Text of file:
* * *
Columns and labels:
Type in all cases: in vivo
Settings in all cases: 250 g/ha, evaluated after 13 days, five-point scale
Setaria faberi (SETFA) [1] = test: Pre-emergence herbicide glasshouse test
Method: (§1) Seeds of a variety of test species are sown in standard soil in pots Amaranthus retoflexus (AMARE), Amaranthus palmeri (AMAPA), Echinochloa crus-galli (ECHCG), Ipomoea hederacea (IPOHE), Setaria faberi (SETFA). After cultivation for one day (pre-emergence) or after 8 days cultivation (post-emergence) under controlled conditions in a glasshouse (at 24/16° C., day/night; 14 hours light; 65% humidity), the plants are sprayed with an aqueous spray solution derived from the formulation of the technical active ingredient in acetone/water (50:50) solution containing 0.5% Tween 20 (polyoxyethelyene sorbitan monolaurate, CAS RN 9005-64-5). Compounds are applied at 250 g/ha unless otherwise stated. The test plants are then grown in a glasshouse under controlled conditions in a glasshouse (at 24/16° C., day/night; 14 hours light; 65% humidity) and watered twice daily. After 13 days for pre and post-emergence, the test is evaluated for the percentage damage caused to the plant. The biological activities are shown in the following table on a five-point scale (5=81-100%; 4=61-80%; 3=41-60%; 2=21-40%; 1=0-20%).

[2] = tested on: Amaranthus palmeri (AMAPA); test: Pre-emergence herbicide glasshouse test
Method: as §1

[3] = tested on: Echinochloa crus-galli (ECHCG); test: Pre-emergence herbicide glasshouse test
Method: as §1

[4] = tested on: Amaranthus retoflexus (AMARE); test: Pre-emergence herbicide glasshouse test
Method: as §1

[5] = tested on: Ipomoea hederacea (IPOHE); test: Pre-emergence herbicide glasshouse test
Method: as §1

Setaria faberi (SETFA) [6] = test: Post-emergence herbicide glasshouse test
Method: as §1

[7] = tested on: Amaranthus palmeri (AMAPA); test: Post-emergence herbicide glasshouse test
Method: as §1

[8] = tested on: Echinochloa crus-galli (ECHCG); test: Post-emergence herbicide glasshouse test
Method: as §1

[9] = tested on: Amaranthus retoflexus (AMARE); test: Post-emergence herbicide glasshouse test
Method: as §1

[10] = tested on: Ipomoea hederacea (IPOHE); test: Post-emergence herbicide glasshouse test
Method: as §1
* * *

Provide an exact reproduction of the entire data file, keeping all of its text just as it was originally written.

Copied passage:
Columns and labels:
Type in all cases: in vivo
Settings in all cases: 250 g/ha, evaluated after 13 days, five-point scale
Setaria faberi (SETFA) [1] = test: Pre-emergence herbicide glasshouse test
Method: (§1) Seeds of a variety of test species are sown in standard soil in pots Amaranthus retoflexus (AMARE), Amaranthus palmeri (AMAPA), Echinochloa crus-galli (ECHCG), Ipomoea hederacea (IPOHE), Setaria faberi (SETFA). After cultivation for one day (pre-emergence) or after 8 days cultivation (post-emergence) under controlled conditions in a glasshouse (at 24/16° C., day/night; 14 hours light; 65% humidity), the plants are sprayed with an aqueous spray solution derived from the formulation of the technical active ingredient in acetone/water (50:50) solution containing 0.5% Tween 20 (polyoxyethelyene sorbitan monolaurate, CAS RN 9005-64-5). Compounds are applied at 250 g/ha unless otherwise stated. The test plants are then grown in a glasshouse under controlled conditions in a glasshouse (at 24/16° C., day/night; 14 hours light; 65% humidity) and watered twice daily. After 13 days for pre and post-emergence, the test is evaluated for the percentage damage caused to the plant. The biological activities are shown in the following table on a five-point scale (5=81-100%; 4=61-80%; 3=41-60%; 2=21-40%; 1=0-20%).

[2] = tested on: Amaranthus palmeri (AMAPA); test: Pre-emergence herbicide glasshouse test
Method: as §1

[3] = tested on: Echinochloa crus-galli (ECHCG); test: Pre-emergence herbicide glasshouse test
Method: as §1

[4] = tested on: Amaranthus retoflexus (AMARE); test: Pre-emergence herbicide glasshouse test
Method: as §1

[5] = tested on: Ipomoea hederacea (IPOHE); test: Pre-emergence herbicide glasshouse test
Method: as §1

Setaria faberi (SETFA) [6] = test: Post-emergence herbicide glasshouse test
Method: as §1

[7] = tested on: Amaranthus palmeri (AMAPA); test: Post-emergence herbicide glasshouse test
Method: as §1

[8] = tested on: Echinochloa crus-galli (ECHCG); test: Post-emergence herbicide glasshouse test
Method: as §1

[9] = tested on: Amaranthus retoflexus (AMARE); test: Post-emergence herbicide glasshouse test
Method: as §1

[10] = tested on: Ipomoea hederacea (IPOHE); test: Post-emergence herbicide glasshouse test
Method: as §1